After spenging years in Portugal, Guerra is called back to Macao, the
erstwhile Portoguese colony that had only recently been returned to
mainland China, by Candy, an old friend who claims she's in serious
trouble after her boyfriend was shot dead (for real) during a harmless
wargame. She fears she's next ...
When Guerra arrives in Macao, he fails
to get in touch with Candy, and while he roams the city trying to pick up
her trail, she always seems to be at least one step ahead - intentionally
or not? Finally, he receives a letter from her - that informs him though
that she might probably be dead by the time he reads it (and she is, as he
later finds out), but it also tells him where to find an item those who
were after her are really after. But picking up this item leaves him in
harm's way ...
In essence, The Last Time I Saw Macao is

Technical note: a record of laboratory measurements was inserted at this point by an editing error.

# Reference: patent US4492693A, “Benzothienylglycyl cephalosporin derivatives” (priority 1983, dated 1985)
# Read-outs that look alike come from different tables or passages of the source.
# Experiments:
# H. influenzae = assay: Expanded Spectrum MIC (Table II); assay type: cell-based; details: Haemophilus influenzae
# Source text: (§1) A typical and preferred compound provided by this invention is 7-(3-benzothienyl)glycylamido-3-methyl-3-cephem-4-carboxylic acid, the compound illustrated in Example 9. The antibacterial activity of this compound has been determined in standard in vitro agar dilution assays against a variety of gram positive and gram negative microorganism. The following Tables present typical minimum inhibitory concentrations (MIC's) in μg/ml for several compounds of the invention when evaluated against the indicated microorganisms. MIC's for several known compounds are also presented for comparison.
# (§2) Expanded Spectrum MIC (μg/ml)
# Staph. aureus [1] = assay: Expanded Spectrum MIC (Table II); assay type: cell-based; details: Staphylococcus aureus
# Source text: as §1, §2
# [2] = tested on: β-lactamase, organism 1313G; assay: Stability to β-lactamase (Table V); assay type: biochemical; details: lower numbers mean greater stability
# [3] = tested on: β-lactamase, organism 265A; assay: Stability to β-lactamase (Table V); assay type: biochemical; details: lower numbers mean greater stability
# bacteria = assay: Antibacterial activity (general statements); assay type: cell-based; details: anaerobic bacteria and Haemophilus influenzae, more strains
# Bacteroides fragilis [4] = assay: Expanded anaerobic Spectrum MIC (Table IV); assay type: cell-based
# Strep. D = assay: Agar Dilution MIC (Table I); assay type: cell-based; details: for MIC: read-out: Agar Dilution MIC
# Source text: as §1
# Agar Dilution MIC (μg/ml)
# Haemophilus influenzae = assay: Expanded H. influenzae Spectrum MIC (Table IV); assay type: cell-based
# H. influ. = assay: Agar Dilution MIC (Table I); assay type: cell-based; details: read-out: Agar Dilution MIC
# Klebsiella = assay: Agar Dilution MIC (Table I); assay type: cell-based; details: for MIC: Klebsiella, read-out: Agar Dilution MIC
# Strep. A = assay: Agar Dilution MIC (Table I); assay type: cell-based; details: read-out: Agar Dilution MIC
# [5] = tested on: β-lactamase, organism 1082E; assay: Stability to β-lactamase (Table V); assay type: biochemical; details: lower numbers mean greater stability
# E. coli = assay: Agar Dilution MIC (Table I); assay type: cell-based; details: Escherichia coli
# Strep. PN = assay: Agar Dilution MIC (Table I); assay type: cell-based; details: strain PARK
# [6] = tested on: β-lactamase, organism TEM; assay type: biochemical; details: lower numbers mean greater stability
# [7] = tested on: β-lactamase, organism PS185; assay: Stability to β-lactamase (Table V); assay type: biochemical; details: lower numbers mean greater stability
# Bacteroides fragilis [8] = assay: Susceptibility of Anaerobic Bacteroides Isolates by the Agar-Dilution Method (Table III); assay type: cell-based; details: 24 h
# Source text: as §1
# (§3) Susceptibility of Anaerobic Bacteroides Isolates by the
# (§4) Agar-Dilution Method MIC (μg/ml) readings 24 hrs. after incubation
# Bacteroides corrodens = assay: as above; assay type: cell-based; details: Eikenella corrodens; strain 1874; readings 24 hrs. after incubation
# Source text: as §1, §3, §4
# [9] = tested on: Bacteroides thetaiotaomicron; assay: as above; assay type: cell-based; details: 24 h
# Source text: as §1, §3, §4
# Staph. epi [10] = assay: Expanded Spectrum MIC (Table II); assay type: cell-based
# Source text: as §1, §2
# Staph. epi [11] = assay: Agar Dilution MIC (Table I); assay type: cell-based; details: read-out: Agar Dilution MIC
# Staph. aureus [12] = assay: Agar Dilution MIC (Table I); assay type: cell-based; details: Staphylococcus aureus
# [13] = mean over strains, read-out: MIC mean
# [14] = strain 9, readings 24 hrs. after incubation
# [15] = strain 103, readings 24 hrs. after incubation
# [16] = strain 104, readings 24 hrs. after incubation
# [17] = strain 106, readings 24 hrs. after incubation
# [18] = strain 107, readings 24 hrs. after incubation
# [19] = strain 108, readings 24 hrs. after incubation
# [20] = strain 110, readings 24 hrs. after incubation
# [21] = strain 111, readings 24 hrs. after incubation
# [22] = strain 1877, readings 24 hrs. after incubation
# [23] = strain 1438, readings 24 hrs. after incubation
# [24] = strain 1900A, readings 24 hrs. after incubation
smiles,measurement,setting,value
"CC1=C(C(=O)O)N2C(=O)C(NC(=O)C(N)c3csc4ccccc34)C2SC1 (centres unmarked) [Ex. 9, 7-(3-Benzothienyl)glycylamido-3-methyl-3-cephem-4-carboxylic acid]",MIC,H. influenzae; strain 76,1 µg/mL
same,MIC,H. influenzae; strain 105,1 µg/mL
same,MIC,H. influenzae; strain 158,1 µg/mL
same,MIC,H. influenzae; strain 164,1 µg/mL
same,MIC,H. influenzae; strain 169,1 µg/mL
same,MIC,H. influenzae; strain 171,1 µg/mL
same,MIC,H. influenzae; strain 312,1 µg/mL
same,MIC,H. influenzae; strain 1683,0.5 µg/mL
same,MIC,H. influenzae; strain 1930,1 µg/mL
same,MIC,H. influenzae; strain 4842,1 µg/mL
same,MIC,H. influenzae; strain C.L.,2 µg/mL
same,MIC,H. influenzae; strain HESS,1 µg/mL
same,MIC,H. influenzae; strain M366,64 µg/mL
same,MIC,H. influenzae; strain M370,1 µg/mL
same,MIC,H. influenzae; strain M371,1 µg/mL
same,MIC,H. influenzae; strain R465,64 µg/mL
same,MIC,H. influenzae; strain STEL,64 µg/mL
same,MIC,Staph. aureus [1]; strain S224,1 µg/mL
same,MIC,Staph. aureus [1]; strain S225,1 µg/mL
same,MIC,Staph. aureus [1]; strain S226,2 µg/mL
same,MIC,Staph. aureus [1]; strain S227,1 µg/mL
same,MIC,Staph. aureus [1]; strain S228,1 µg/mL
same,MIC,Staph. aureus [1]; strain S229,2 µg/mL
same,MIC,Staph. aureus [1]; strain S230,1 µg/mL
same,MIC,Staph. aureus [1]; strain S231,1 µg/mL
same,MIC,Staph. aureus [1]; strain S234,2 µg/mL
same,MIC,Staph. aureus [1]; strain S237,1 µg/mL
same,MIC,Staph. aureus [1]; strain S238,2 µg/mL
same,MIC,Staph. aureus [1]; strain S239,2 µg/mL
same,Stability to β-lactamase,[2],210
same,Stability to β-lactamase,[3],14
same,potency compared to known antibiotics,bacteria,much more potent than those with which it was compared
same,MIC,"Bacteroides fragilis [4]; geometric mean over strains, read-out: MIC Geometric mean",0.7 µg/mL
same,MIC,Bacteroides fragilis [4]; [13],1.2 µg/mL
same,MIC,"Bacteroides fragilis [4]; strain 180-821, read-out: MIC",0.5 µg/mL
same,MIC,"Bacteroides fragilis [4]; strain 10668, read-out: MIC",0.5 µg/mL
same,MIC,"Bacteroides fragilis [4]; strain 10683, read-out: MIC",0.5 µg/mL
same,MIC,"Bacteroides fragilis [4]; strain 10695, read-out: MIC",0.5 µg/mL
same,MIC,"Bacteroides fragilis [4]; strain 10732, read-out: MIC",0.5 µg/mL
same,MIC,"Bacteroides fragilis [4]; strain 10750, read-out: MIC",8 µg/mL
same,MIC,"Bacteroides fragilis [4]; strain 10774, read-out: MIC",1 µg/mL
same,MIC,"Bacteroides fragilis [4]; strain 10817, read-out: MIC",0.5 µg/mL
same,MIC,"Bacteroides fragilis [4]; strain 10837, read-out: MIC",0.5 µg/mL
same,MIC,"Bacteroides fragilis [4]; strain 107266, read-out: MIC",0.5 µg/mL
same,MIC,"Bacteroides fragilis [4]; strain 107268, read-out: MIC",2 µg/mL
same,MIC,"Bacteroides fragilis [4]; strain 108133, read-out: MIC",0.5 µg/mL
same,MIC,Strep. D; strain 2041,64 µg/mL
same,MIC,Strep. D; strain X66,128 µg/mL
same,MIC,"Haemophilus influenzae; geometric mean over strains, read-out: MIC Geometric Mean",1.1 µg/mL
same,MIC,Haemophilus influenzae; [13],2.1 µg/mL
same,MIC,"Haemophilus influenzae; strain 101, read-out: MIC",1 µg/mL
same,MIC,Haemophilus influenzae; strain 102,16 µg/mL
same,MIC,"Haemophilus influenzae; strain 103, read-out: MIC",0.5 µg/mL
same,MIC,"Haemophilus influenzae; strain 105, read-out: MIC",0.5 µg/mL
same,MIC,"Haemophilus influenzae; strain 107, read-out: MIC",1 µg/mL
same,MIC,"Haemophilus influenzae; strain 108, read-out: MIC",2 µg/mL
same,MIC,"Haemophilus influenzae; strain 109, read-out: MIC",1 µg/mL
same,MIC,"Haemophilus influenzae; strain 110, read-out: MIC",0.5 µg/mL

a loveletter to Macao, where one of the directors spent his childhood -
and that in itself isn't a bad thing, as Macao is a fascinating city, and
the film manages to mix scenic tourist hotspots with scenes from actual
city life, views of the city's back alleys and the like.
all, The Last Time I Saw Macao is not a very good movie, basically
because very much like the masterful Suzhou
River, it is a movie pretty much without actors, that focuses on
the city it's filmed in more than on the actual action that's only
narrated off-screen - yet other than Suzhou
River, The Last Time I Saw Macao lacks a unique style (or
any particular style at all), it seems to be little more than a sequence
of quite ok shots of the city with little actual aesthetic ambitions.
Also, the story of this film eventually seems to lose itself, and tries a
little too hard to evoke a film noir feel that's not at all reflected in
To put it quite bluntly: A disappointment!